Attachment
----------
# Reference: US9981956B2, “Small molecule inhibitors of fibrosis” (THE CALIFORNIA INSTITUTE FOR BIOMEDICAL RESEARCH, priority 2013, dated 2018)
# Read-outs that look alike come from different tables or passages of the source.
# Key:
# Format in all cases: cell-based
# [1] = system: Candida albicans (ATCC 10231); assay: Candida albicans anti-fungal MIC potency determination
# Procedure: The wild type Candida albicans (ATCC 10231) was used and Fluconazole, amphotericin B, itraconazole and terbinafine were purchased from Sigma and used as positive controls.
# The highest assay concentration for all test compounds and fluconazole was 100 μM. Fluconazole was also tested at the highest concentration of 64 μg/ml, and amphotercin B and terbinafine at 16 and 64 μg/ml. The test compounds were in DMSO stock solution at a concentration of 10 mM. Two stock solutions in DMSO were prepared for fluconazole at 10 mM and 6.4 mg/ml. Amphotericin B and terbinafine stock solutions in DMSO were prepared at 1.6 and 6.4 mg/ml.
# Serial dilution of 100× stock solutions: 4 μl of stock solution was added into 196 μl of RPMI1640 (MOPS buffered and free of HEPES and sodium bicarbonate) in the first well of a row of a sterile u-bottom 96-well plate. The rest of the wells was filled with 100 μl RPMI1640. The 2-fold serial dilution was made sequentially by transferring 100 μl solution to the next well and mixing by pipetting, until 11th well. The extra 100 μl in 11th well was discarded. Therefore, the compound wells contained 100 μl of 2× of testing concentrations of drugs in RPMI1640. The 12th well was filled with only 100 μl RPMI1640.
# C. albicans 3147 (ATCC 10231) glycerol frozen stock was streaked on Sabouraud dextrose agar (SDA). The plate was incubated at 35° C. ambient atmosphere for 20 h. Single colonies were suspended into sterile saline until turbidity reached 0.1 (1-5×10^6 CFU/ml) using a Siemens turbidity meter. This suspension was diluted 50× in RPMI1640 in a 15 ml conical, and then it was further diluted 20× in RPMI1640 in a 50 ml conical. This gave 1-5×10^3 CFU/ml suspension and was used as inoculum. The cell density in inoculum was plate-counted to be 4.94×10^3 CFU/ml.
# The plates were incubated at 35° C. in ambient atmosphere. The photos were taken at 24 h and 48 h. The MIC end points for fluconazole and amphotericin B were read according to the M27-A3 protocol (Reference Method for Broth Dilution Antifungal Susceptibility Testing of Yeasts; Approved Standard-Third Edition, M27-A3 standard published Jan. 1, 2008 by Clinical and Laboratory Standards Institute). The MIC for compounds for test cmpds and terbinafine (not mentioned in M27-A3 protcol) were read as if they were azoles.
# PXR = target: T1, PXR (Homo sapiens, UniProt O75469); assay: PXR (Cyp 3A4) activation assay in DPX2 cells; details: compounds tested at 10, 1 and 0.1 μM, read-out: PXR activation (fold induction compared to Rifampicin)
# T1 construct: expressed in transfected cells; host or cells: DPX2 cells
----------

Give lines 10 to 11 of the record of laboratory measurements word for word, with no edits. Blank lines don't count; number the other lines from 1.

# The plates were incubated at 35° C. in ambient atmosphere. The photos were taken at 24 h and 48 h. The MIC end points for fluconazole and amphotericin B were read according to the M27-A3 protocol (Reference Method for Broth Dilution Antifungal Susceptibility Testing of Yeasts; Approved Standard-Third Edition, M27-A3 standard published Jan. 1, 2008 by Clinical and Laboratory Standards Institute). The MIC for compounds for test cmpds and terbinafine (not mentioned in M27-A3 protcol) were read as if they were azoles.
# PXR = target: T1, PXR (Homo sapiens, UniProt O75469); assay: PXR (Cyp 3A4) activation assay in DPX2 cells; details: compounds tested at 10, 1 and 0.1 μM, read-out: PXR activation (fold induction compared to Rifampicin)